I didn’t tell Ret about the early-morning event I organized last Sunday. It was a private party, but it is not the type that really needs a bartender.
When I got to FB at 7 a.m. there were already two folks waiting at the door. It was cold and rainy, and I felt badly that I hadn’t come earlier to get them in out of the weather. I apologized, let them in, and starting turning on lights and getting the place ready. I put food down for Boss (who apparently wasn’t ready to eat yet), got coffee and hot water started, and looked up to find four more guests shucking raingear and carefully unpacking their bags.
Twenty minutes later, the air was redolent with the smell of freshly-ground, freshly-made straight Kona, six cups of tea (two homemade herbal blends, two Marks & Spencers English Breakfast, my own favorite Constant Comment, and someone who likes P.G. Tips–no accounting for taste, I guess). There were water pitchers and glasses spread out; I had a total of 19 guests, 8 Go boards, and soon a whole lotta quiet concentration.
I am an avid Go player, and its simplicity and philosophy appeal to me. I am still an amateur, but an enthusiastic one.
I had to show off my new toy. I snagged a mahogany Go board from an estate sale a few weeks ago. (I am still using Bakelite stones and cheap wooden bowls.) I am jealous of Shen’s board and stones. He inherited the persimmon wood bowls and shale/clamstone stones from his grandfather — that set was worth at least three month’s lease on the bar. I am always surprised when he brings them, but apparently he won’t play with any other set.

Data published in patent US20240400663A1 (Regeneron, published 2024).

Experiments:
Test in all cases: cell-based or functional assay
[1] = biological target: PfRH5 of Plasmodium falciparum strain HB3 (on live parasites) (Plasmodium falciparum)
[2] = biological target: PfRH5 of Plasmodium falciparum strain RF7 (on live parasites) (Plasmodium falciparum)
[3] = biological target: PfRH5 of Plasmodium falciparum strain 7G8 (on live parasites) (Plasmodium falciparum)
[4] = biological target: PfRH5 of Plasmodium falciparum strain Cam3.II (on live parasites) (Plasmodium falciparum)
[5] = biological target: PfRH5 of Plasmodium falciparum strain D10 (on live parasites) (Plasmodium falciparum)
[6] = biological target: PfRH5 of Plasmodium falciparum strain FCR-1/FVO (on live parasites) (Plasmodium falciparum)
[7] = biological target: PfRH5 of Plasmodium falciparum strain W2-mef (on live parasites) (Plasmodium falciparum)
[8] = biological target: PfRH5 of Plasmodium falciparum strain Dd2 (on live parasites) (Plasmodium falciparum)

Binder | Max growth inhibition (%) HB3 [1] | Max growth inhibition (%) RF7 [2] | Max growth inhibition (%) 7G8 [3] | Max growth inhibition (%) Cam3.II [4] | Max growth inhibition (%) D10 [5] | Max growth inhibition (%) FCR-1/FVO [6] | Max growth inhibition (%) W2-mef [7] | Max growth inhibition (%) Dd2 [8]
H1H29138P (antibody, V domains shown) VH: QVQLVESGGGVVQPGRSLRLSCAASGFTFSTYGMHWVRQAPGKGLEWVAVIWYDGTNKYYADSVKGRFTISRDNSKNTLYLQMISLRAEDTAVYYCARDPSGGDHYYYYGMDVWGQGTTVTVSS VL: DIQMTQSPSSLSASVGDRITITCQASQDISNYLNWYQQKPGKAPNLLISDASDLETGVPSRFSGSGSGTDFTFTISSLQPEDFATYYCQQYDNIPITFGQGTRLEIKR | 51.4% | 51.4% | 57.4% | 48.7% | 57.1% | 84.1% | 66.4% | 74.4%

Boss got up finally, deigned to eat most of Her breakfast, and then sat at various boards watching. She had to sniff one of Avery’s proferred white stones; she does that every time we play. Every so often She would get that expression on Her face I call Cat Sneering. (Boss is a chess player; She doesn’t think much of Go.) She finally gave up and took up Her usual over-the-front-door perch and took a leisurely bath.
About 9:30 or so (time goes fast when you’re playing), I had lost twice and won one squeaker. I don’t think ten words were spoken the entire time except an occasional “good game”. I love Go, but two hours of it wears my ass out. I had set a timer on the ambient playlist, and when Eno’s Music for Airports quietly began the games still going were finished up quickly.
There was a round of beer on the house for those who drink (a few of them), and we schmoozed quietly for a bit. By 10:30 everyone had packed up and left. I sat for a bit sipping hot tea and watched the slow rain falling through the windows. Ret came in a little before 11:00 to handle the lunch crowd, while I sat quietly.
Go always centers me and puts me in a calm frame of mind (unlike chess, which gives me the jitters if I play too long).
I love it.